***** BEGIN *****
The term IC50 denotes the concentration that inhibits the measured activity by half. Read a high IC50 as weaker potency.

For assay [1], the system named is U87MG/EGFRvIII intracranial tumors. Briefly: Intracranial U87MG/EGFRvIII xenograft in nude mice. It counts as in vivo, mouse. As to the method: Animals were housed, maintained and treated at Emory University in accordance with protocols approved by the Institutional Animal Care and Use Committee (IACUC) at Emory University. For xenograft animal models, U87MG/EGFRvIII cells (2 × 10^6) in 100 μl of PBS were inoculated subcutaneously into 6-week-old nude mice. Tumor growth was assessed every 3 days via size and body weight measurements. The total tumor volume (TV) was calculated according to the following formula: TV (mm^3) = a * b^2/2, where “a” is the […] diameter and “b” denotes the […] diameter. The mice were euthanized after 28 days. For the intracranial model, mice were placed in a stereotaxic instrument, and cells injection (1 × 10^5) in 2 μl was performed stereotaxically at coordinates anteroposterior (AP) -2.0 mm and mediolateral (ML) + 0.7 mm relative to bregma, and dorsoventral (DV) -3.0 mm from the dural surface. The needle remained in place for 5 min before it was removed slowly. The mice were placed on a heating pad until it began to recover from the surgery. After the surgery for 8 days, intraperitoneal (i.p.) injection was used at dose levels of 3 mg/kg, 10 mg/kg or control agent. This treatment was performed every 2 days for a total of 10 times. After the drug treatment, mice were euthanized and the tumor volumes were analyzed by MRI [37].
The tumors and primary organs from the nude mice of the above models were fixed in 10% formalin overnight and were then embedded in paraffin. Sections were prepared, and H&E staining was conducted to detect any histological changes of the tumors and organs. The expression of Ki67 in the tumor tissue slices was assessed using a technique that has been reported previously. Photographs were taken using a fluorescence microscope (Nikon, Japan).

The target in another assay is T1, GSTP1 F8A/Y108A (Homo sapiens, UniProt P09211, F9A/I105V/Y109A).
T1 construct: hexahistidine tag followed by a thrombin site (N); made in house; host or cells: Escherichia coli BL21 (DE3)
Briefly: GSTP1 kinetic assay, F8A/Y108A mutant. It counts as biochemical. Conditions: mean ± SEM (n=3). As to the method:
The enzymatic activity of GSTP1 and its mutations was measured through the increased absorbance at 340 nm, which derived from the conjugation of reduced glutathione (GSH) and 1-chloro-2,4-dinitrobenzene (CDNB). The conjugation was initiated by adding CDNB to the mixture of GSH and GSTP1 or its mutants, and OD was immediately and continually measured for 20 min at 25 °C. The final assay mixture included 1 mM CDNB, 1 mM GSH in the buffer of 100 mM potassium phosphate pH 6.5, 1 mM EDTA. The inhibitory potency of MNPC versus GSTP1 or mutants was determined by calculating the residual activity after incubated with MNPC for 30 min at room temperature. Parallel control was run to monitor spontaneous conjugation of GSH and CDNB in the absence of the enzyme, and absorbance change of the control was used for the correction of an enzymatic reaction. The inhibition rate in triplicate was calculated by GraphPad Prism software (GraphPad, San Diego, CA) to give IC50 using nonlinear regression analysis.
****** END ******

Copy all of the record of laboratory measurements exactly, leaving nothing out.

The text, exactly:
The term IC50 denotes the concentration that inhibits the measured activity by half. Read a high IC50 as weaker potency.

For assay [1], the system named is U87MG/EGFRvIII intracranial tumors. Briefly: Intracranial U87MG/EGFRvIII xenograft in nude mice. It counts as in vivo, mouse. As to the method: Animals were housed, maintained and treated at Emory University in accordance with protocols approved by the Institutional Animal Care and Use Committee (IACUC) at Emory University. For xenograft animal models, U87MG/EGFRvIII cells (2 × 10^6) in 100 μl of PBS were inoculated subcutaneously into 6-week-old nude mice. Tumor growth was assessed every 3 days via size and body weight measurements. The total tumor volume (TV) was calculated according to the following formula: TV (mm^3) = a * b^2/2, where “a” is the […] diameter and “b” denotes the […] diameter. The mice were euthanized after 28 days. For the intracranial model, mice were placed in a stereotaxic instrument, and cells injection (1 × 10^5) in 2 μl was performed stereotaxically at coordinates anteroposterior (AP) -2.0 mm and mediolateral (ML) + 0.7 mm relative to bregma, and dorsoventral (DV) -3.0 mm from the dural surface. The needle remained in place for 5 min before it was removed slowly. The mice were placed on a heating pad until it began to recover from the surgery. After the surgery for 8 days, intraperitoneal (i.p.) injection was used at dose levels of 3 mg/kg, 10 mg/kg or control agent. This treatment was performed every 2 days for a total of 10 times. After the drug treatment, mice were euthanized and the tumor volumes were analyzed by MRI [37].
The tumors and primary organs from the nude mice of the above models were fixed in 10% formalin overnight and were then embedded in paraffin. Sections were prepared, and H&E staining was conducted to detect any histological changes of the tumors and organs. The expression of Ki67 in the tumor tissue slices was assessed using a technique that has been reported previously. Photographs were taken using a fluorescence microscope (Nikon, Japan).

The target in another assay is T1, GSTP1 F8A/Y108A (Homo sapiens, UniProt P09211, F9A/I105V/Y109A).
T1 construct: hexahistidine tag followed by a thrombin site (N); made in house; host or cells: Escherichia coli BL21 (DE3)
Briefly: GSTP1 kinetic assay, F8A/Y108A mutant. It counts as biochemical. Conditions: mean ± SEM (n=3). As to the method:
The enzymatic activity of GSTP1 and its mutations was measured through the increased absorbance at 340 nm, which derived from the conjugation of reduced glutathione (GSH) and 1-chloro-2,4-dinitrobenzene (CDNB). The conjugation was initiated by adding CDNB to the mixture of GSH and GSTP1 or its mutants, and OD was immediately and continually measured for 20 min at 25 °C. The final assay mixture included 1 mM CDNB, 1 mM GSH in the buffer of 100 mM potassium phosphate pH 6.5, 1 mM EDTA. The inhibitory potency of MNPC versus GSTP1 or mutants was determined by calculating the residual activity after incubated with MNPC for 30 min at room temperature. Parallel control was run to monitor spontaneous conjugation of GSH and CDNB in the absence of the enzyme, and absorbance change of the control was used for the correction of an enzymatic reaction. The inhibition rate in triplicate was calculated by GraphPad Prism software (GraphPad, San Diego, CA) to give IC50 using nonlinear regression analysis.